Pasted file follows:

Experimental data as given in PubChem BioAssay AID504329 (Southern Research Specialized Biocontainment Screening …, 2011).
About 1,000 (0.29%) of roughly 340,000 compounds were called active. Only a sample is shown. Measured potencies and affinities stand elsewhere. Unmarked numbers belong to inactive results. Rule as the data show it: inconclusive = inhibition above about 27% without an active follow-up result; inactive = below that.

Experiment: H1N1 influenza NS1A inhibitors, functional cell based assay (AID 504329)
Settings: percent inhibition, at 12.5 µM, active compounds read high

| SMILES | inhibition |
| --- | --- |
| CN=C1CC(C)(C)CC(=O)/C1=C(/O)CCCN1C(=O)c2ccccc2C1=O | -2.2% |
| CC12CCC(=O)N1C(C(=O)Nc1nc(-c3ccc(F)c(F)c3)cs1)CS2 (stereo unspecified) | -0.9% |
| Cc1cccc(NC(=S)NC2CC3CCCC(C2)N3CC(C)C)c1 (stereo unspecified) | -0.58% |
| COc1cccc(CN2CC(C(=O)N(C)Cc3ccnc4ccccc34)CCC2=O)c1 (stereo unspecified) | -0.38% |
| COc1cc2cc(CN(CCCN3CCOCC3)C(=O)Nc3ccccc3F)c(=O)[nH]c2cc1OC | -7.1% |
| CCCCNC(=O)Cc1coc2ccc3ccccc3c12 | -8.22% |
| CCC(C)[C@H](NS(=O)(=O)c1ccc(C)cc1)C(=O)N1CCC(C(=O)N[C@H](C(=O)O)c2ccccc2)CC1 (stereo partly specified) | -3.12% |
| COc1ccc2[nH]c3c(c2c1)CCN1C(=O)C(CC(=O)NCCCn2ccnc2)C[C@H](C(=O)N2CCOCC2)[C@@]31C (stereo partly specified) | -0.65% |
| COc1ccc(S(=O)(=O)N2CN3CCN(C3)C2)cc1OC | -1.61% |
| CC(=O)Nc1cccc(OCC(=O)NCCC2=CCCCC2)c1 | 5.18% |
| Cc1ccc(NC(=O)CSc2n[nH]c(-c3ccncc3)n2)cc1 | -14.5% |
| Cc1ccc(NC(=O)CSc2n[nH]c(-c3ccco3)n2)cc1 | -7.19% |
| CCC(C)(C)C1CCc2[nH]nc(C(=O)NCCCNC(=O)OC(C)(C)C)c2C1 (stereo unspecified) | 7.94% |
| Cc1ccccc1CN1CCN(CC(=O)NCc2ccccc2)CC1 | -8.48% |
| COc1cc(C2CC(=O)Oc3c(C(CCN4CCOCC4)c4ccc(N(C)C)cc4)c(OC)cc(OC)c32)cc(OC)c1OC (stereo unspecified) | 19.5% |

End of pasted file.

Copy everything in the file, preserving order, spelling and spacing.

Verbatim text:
Experimental data as given in PubChem BioAssay AID504329 (Southern Research Specialized Biocontainment Screening …, 2011).
About 1,000 (0.29%) of roughly 340,000 compounds were called active. Only a sample is shown. Measured potencies and affinities stand elsewhere. Unmarked numbers belong to inactive results. Rule as the data show it: inconclusive = inhibition above about 27% without an active follow-up result; inactive = below that.

Experiment: H1N1 influenza NS1A inhibitors, functional cell based assay (AID 504329)
Settings: percent inhibition, at 12.5 µM, active compounds read high

| SMILES | inhibition |
| --- | --- |
| CN=C1CC(C)(C)CC(=O)/C1=C(/O)CCCN1C(=O)c2ccccc2C1=O | -2.2% |
| CC12CCC(=O)N1C(C(=O)Nc1nc(-c3ccc(F)c(F)c3)cs1)CS2 (stereo unspecified) | -0.9% |
| Cc1cccc(NC(=S)NC2CC3CCCC(C2)N3CC(C)C)c1 (stereo unspecified) | -0.58% |
| COc1cccc(CN2CC(C(=O)N(C)Cc3ccnc4ccccc34)CCC2=O)c1 (stereo unspecified) | -0.38% |
| COc1cc2cc(CN(CCCN3CCOCC3)C(=O)Nc3ccccc3F)c(=O)[nH]c2cc1OC | -7.1% |
| CCCCNC(=O)Cc1coc2ccc3ccccc3c12 | -8.22% |
| CCC(C)[C@H](NS(=O)(=O)c1ccc(C)cc1)C(=O)N1CCC(C(=O)N[C@H](C(=O)O)c2ccccc2)CC1 (stereo partly specified) | -3.12% |
| COc1ccc2[nH]c3c(c2c1)CCN1C(=O)C(CC(=O)NCCCn2ccnc2)C[C@H](C(=O)N2CCOCC2)[C@@]31C (stereo partly specified) | -0.65% |
| COc1ccc(S(=O)(=O)N2CN3CCN(C3)C2)cc1OC | -1.61% |
| CC(=O)Nc1cccc(OCC(=O)NCCC2=CCCCC2)c1 | 5.18% |
| Cc1ccc(NC(=O)CSc2n[nH]c(-c3ccncc3)n2)cc1 | -14.5% |
| Cc1ccc(NC(=O)CSc2n[nH]c(-c3ccco3)n2)cc1 | -7.19% |
| CCC(C)(C)C1CCc2[nH]nc(C(=O)NCCCNC(=O)OC(C)(C)C)c2C1 (stereo unspecified) | 7.94% |
| Cc1ccccc1CN1CCN(CC(=O)NCc2ccccc2)CC1 | -8.48% |
| COc1cc(C2CC(=O)Oc3c(C(CCN4CCOCC4)c4ccc(N(C)C)cc4)c(OC)cc(OC)c32)cc(OC)c1OC (stereo unspecified) | 19.5% |